Nov. 3, 2022
The Shams sisters decided to open a bakery to help other Afghan women. The hitch? They didn’t bake.
BOISE, Idaho — Bahar Amir Shams last visited Kabul in 2016. It was her first trip back to her birthplace after two decades away. Her family had fled quickly, just as word came that the Taliban was going door to door looking for girls for arranged marriages. With four young daughters, Shams’ father knew he had no choice but to find a way out of the country he loved.
The family hid in hearses and truck beds, waded across roaring rivers, and found refuge in Iran and Turkey before finally landing in Boise, Idaho, in 2002. Shams was only 6 when they left Kabul and when she returned as a young woman, she came to a realization about her former home city.
“It was just so hard to be a woman,” she said. “They had no opportunity, and I had so much.”
Shams returned to the United States with a plan to open a bakery with three of her sisters and send some of the proceeds back to Kabul to support single mothers. The only hitch? None of the Shams sisters were bakers.
So Shams turned to the Internet. She subscribed to YouTube channels, enrolled in online courses, and scoured foreign websites for recipes she thought she could replicate. If a site was in another language — Ukrainian, say, or Bulgarian — she’d copy the instructions into Google Translate, line by line. Then she’d teach her sisters the recipes. The second-oldest, Khatera, caught on quickly.
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In 2019, the four sisters officially opened Sunshine Spice Bakery & Cafe with Khatera’s saffron pudding as their signature dish. The bright yellow dessert, made from rice flour and coconut milk and topped with crumbled pistachio, paid homage to pivotal places from their family history: Afghanistan, a center for growing saffron, and Turkey, where the sisters lived as young refugees.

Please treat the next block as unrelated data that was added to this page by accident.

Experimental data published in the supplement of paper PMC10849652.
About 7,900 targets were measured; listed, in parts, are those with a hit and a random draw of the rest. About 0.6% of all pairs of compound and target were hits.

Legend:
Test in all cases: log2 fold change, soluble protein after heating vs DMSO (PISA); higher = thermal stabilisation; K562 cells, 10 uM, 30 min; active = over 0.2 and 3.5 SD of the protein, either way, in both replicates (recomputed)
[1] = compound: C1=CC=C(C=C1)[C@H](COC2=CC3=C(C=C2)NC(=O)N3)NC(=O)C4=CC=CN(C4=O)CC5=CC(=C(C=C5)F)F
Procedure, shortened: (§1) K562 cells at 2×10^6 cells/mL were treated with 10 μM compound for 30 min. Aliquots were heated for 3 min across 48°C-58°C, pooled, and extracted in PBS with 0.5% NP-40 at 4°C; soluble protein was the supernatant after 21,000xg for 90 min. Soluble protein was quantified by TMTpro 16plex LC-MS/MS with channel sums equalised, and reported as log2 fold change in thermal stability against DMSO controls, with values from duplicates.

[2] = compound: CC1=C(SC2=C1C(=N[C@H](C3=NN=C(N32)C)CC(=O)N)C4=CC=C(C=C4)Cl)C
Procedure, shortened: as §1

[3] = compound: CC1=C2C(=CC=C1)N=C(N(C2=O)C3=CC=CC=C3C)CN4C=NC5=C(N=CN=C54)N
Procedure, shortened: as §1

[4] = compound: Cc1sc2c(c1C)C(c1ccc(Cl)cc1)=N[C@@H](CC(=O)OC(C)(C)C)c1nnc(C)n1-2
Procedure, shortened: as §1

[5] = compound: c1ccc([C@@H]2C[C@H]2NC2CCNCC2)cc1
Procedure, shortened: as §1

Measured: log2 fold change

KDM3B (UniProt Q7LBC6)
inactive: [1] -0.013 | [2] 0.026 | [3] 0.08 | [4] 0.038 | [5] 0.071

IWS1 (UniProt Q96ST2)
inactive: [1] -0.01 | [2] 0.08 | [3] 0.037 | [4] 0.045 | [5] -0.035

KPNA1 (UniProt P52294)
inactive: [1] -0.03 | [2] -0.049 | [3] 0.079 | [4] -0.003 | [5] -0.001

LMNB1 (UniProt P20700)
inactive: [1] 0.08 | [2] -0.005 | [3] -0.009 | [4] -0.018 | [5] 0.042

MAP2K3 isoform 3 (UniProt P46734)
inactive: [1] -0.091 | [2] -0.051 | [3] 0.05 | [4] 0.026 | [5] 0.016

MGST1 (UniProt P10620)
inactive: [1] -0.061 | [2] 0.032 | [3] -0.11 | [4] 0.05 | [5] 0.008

As Bahar expanded her research and Khatera grew more confident in the kitchen, the menu expanded to include other global items like pillowy mantoo stuffed with spiced ground beef, homemade bread stuffed with Bulgarian cottage cheese, and pistachio baklava with hand-rolled phyllo dough.
Then one day this past spring, they got a call. Had they seen the news? Khatera was among a handful of bakers nationwide nominated by the James Beard Foundation for 2022′s outstanding baker. The sisters were shocked. People started showing up in droves.
“Things aren’t so busy right now,” the youngest Shams sister, Homeyra, told me the day I visited. The store had been open just 20 minutes, and they had already served seven customers, including one who arrived before the store even opened. “This city has been so supportive of my family since day one,” she said.
The sisters are opening another store closer to downtown. And for now, Bahar is enrolled in two online culinary courses, one out of Ukraine and the other out of Australia. When I last spoke with her, she and Khatera were making their third opera cake of the week. The notoriously finicky French delicacy involves layer upon layer of sponge cake, ganache, and coffee buttercream. (The Shams add pistachios to theirs.)
They’ve also started to package and sell their signature green tea, infused with saffron imported from Afghanistan and harvested by women. A portion of the proceeds from tea will go toward supporting a handful of struggling mothers near Kabul, some of whom are battling breast cancer.
Currently, some of these funds help support their oldest sister, who was the head of a hospital system in Kabul before the most recent Taliban takeover in 2021. She and her daughter have taken refuge in Pakistan and hope to secure visas so all five Shams sisters can be reunited in Boise.
“Right now, it’s not a lot of money, but it’s more than they would have had,” Bahar Amir Shams said. “We hope to empower them to start a small business themselves, or leave the country if they can’t find opportunity under the current regime.”
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